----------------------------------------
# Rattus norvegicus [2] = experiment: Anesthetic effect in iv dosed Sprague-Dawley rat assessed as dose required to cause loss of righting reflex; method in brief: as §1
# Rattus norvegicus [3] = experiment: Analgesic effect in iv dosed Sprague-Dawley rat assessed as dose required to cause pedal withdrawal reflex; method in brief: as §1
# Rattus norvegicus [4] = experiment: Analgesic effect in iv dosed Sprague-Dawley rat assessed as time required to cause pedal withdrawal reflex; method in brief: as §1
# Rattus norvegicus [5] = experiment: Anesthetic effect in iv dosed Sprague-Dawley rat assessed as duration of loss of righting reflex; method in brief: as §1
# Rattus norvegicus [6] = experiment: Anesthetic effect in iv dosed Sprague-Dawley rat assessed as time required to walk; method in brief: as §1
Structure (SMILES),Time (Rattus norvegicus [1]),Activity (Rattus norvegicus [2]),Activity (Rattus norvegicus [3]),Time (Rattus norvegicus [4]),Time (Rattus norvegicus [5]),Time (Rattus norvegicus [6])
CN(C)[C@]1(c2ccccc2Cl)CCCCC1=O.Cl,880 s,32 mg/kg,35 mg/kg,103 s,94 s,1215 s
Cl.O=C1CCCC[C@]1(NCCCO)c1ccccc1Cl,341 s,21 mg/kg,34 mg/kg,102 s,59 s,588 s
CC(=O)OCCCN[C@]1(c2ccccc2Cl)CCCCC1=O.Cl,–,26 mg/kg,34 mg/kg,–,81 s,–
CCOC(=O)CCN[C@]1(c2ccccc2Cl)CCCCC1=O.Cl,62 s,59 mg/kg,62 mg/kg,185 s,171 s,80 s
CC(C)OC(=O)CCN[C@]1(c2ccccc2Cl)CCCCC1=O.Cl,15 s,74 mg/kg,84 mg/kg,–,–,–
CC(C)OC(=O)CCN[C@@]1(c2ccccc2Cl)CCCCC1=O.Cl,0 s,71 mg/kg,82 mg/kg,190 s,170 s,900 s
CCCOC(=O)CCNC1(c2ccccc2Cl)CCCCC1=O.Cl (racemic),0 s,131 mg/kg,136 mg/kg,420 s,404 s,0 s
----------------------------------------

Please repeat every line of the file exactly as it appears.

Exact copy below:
# Rattus norvegicus [2] = experiment: Anesthetic effect in iv dosed Sprague-Dawley rat assessed as dose required to cause loss of righting reflex; method in brief: as §1
# Rattus norvegicus [3] = experiment: Analgesic effect in iv dosed Sprague-Dawley rat assessed as dose required to cause pedal withdrawal reflex; method in brief: as §1
# Rattus norvegicus [4] = experiment: Analgesic effect in iv dosed Sprague-Dawley rat assessed as time required to cause pedal withdrawal reflex; method in brief: as §1
# Rattus norvegicus [5] = experiment: Anesthetic effect in iv dosed Sprague-Dawley rat assessed as duration of loss of righting reflex; method in brief: as §1
# Rattus norvegicus [6] = experiment: Anesthetic effect in iv dosed Sprague-Dawley rat assessed as time required to walk; method in brief: as §1
Structure (SMILES),Time (Rattus norvegicus [1]),Activity (Rattus norvegicus [2]),Activity (Rattus norvegicus [3]),Time (Rattus norvegicus [4]),Time (Rattus norvegicus [5]),Time (Rattus norvegicus [6])
CN(C)[C@]1(c2ccccc2Cl)CCCCC1=O.Cl,880 s,32 mg/kg,35 mg/kg,103 s,94 s,1215 s
Cl.O=C1CCCC[C@]1(NCCCO)c1ccccc1Cl,341 s,21 mg/kg,34 mg/kg,102 s,59 s,588 s
CC(=O)OCCCN[C@]1(c2ccccc2Cl)CCCCC1=O.Cl,–,26 mg/kg,34 mg/kg,–,81 s,–
CCOC(=O)CCN[C@]1(c2ccccc2Cl)CCCCC1=O.Cl,62 s,59 mg/kg,62 mg/kg,185 s,171 s,80 s
CC(C)OC(=O)CCN[C@]1(c2ccccc2Cl)CCCCC1=O.Cl,15 s,74 mg/kg,84 mg/kg,–,–,–
CC(C)OC(=O)CCN[C@@]1(c2ccccc2Cl)CCCCC1=O.Cl,0 s,71 mg/kg,82 mg/kg,190 s,170 s,900 s
CCCOC(=O)CCNC1(c2ccccc2Cl)CCCCC1=O.Cl (racemic),0 s,131 mg/kg,136 mg/kg,420 s,404 s,0 s